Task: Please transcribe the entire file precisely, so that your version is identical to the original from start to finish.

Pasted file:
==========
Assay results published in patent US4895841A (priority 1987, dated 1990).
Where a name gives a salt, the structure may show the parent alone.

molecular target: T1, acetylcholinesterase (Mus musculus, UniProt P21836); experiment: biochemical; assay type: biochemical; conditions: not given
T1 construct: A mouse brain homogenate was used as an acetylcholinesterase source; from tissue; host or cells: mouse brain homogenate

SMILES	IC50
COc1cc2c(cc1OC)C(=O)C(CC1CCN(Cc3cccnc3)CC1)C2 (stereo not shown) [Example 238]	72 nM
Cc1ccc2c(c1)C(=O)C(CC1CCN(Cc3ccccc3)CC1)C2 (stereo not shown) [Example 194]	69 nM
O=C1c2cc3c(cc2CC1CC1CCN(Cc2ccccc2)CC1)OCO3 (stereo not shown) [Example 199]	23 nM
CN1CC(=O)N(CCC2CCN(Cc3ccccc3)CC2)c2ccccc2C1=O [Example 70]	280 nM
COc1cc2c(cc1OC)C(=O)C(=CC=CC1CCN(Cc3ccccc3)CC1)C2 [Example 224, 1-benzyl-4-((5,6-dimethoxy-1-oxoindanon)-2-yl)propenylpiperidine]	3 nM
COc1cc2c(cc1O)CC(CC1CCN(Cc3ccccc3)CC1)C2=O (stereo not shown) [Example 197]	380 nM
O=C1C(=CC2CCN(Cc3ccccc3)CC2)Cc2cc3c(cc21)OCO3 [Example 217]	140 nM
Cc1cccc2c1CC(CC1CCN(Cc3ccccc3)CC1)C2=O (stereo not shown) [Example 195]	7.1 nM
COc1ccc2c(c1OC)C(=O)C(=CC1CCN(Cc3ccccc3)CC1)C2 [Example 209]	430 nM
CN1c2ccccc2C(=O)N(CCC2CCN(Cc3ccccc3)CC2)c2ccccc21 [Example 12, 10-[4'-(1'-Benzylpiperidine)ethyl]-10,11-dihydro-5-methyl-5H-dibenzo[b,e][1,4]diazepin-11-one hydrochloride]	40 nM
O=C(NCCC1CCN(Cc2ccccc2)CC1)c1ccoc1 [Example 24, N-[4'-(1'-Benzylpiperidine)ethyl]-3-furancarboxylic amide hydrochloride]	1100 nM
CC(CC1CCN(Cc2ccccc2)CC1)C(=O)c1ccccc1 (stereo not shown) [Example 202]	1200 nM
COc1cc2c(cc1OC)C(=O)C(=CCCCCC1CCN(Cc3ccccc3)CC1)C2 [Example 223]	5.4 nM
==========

Assay results published in patent US4895841A (priority 1987, dated 1990).
Where a name gives a salt, the structure may show the parent alone.

molecular target: T1, acetylcholinesterase (Mus musculus, UniProt P21836); experiment: biochemical; assay type: biochemical; conditions: not given
T1 construct: A mouse brain homogenate was used as an acetylcholinesterase source; from tissue; host or cells: mouse brain homogenate

SMILES	IC50
COc1cc2c(cc1OC)C(=O)C(CC1CCN(Cc3cccnc3)CC1)C2 (stereo not shown) [Example 238]	72 nM
Cc1ccc2c(c1)C(=O)C(CC1CCN(Cc3ccccc3)CC1)C2 (stereo not shown) [Example 194]	69 nM
O=C1c2cc3c(cc2CC1CC1CCN(Cc2ccccc2)CC1)OCO3 (stereo not shown) [Example 199]	23 nM
CN1CC(=O)N(CCC2CCN(Cc3ccccc3)CC2)c2ccccc2C1=O [Example 70]	280 nM
COc1cc2c(cc1OC)C(=O)C(=CC=CC1CCN(Cc3ccccc3)CC1)C2 [Example 224, 1-benzyl-4-((5,6-dimethoxy-1-oxoindanon)-2-yl)propenylpiperidine]	3 nM
COc1cc2c(cc1O)CC(CC1CCN(Cc3ccccc3)CC1)C2=O (stereo not shown) [Example 197]	380 nM
O=C1C(=CC2CCN(Cc3ccccc3)CC2)Cc2cc3c(cc21)OCO3 [Example 217]	140 nM
Cc1cccc2c1CC(CC1CCN(Cc3ccccc3)CC1)C2=O (stereo not shown) [Example 195]	7.1 nM
COc1ccc2c(c1OC)C(=O)C(=CC1CCN(Cc3ccccc3)CC1)C2 [Example 209]	430 nM
CN1c2ccccc2C(=O)N(CCC2CCN(Cc3ccccc3)CC2)c2ccccc21 [Example 12, 10-[4'-(1'-Benzylpiperidine)ethyl]-10,11-dihydro-5-methyl-5H-dibenzo[b,e][1,4]diazepin-11-one hydrochloride]	40 nM
O=C(NCCC1CCN(Cc2ccccc2)CC1)c1ccoc1 [Example 24, N-[4'-(1'-Benzylpiperidine)ethyl]-3-furancarboxylic amide hydrochloride]	1100 nM
CC(CC1CCN(Cc2ccccc2)CC1)C(=O)c1ccccc1 (stereo not shown) [Example 202]	1200 nM
COc1cc2c(cc1OC)C(=O)C(=CCCCCC1CCN(Cc3ccccc3)CC1)C2 [Example 223]	5.4 nM